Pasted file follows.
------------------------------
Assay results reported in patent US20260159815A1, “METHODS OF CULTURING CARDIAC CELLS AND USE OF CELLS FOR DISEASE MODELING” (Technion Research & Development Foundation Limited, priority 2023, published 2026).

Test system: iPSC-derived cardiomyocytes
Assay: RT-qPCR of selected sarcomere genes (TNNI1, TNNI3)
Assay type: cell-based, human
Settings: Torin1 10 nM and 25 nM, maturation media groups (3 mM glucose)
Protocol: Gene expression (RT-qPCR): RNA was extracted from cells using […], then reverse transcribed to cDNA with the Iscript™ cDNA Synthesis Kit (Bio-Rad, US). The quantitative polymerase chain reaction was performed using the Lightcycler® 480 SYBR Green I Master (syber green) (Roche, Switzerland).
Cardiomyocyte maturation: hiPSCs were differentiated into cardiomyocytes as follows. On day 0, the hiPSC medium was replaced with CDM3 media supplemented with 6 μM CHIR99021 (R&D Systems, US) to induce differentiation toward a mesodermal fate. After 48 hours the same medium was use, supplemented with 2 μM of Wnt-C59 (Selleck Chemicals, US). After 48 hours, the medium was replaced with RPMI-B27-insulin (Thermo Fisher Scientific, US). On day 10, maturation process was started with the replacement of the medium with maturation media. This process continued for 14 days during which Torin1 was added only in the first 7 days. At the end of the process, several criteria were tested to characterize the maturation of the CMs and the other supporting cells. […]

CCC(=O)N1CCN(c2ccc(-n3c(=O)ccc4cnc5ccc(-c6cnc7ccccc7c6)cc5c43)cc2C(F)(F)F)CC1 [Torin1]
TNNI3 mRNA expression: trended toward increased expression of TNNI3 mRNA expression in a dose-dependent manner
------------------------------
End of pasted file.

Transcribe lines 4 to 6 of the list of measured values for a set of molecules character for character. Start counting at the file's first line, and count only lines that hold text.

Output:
Assay type: cell-based, human
Settings: Torin1 10 nM and 25 nM, maturation media groups (3 mM glucose)
Protocol: Gene expression (RT-qPCR): RNA was extracted from cells using […], then reverse transcribed to cDNA with the Iscript™ cDNA Synthesis Kit (Bio-Rad, US). The quantitative polymerase chain reaction was performed using the Lightcycler® 480 SYBR Green I Master (syber green) (Roche, Switzerland).